Rizzy's 18th Birthday Party

Scott Wallace
2nd Oct 2014

It began with a lone voice. Aimée Falzon, seated at her keyboard, gradually looped her voice into an impressive one-woman symphony, repeating the words "I'm not here." At the centre of the performance of 'Rizzy's 18th Birthday' were two people, Falzon on vocals and keyboard, and S. Shakthidharan on guitar, who is also the director, co-writer and editor of the multimedia show. The main attraction though the titular film, playing on four screens (one on each wall of the performance space) for which the duo, along with pre-recorded drum loops, provided the musical score.

It was immediately apparent how much planning and practice has gone into perfecting the combination of film and live music for 'Rizzy's 18th Birthday Party'. The musicians were attuned to cuts and tiny cues that made the music work like a pre-recorded soundtrack, including drops in volume during scenes with dialogue. After a short time spent watching the musicians, trying to figure out the strange coloured notation on their musical scores, the film took over, but the recurring musical themes composed by the duo were ever-present and a welcome addition to the screening.

'Rizzy's 18th Birthday Party' is the story of Rizzy (played by Varun Fernando). He comes from an immigrant family and resides in Cabramatta with his friends, many of whom also come from various immigrant backgrounds. At first, the story seems fairly innocuous, as well as gently humorous. Rizzy discusses plans for his 18th birthday party the following day with his friends, has a date with his girlfriend Kylie, and attends a party where he gets extremely drunk. At several points early on, it seems as if the story is about to delve into some clichéd 'drugs are bad' rhetoric, but thankfully it plays with those expectations to create some of its humour.

The musical score is important in furthering this humour, creating a sense of portent that a moment later is revealed as completely unfitting for what is actually happening. However, later on, toward the film's climax, there were moments of local humour (specifically references to the suburbs of Fairfield and Cabramatta) that elicited boisterous belly laughs from the audience, even while the film continued on its trajectory toward its emotional apex and the score maintained its melancholic drone. Jarring moments like this felt like either poorly-timed humour, or perhaps even unintentional humour.

Generally, though, the story of 'Rizzy's 18th Birthday Party' is a gripping one. Its themes of friendship and betrayal are aided by a more subtle, but very clear examination of the mindset of immigrant families in Australia. Rizzy is torn between the cultural identity and sense of belonging given to him by being among his friends in Cabramatta, and the prospect of going to uni and finding something better outside of what he describes as a "bubble." The film's script is strong, and for the most part very realistic, though at some moments it does veer a little uncomfortably close to melodrama.

The actors all do well with the material. Varun Fernando in particular is wonderful; perfectly capturing the pain of a person who is constantly hiding something and is constantly torn between two possibilities. He makes clear the character's intelligence, but also plays with aplomb the loutish, foul-mouthed persona that Rizzy adopts around his friends. There is an unswerving sense of realism. Scenes are often crowded, so that the dialogue becomes little more than garbled word-salad, but the meaning is implied and comes across lucidly, thanks in no small part to a group of actors who inhabit their characters completely.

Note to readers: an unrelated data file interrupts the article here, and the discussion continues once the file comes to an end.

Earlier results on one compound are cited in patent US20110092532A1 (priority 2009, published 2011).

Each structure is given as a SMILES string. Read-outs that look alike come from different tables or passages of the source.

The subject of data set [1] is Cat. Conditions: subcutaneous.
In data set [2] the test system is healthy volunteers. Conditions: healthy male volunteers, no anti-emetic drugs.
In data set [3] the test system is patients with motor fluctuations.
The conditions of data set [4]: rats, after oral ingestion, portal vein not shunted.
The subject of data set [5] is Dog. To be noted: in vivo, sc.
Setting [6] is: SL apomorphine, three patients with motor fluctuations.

The film is smartly made. It is no easy task to create something meaningful from a group of drunk young men talking at a party, but scenes like this succeed thanks to the director's steady, confident hand. The camera work and editing are extremely artful, making use of lovely tracking shots, long takes and jump cuts, so that the film's always interesting to look at. Even the requirements of the film's low-budget are navigated successfully; the live music does an excellent job of making up for the lack of licensed music in the film, while adding an intriguing layer of performance to the screening.

During the screening, the mix of live music and film seemed slightly unnecessary - almost a gimmick - but in hindsight, it was essential to the success of the project. The musicians did not just play the score, but performed it. Aimée Falzon in particular, though small and demure, showed great power with her vocals, and sang with fervour, at one point letting out a high-pitched "woo!" that added a sense of energy to the film. One-off moments like this turned what could have been just a film-screening into something more intimate and special.

'Rizzy's 18th Birthday Party' may not be a groundbreaking piece of multimedia art, but it is true and honest. The story is a simple one, but full of complex emotions which the score manages to echo beautifully. It gives a voice to a group of people that are greatly marginalised, both geographically and socially. At the beginning of the performance, Falzon sang "I'm not here," which, as it turns out, captured the tenuous connections at the heart of Rizzy's dilemma in the simplest terms possible.

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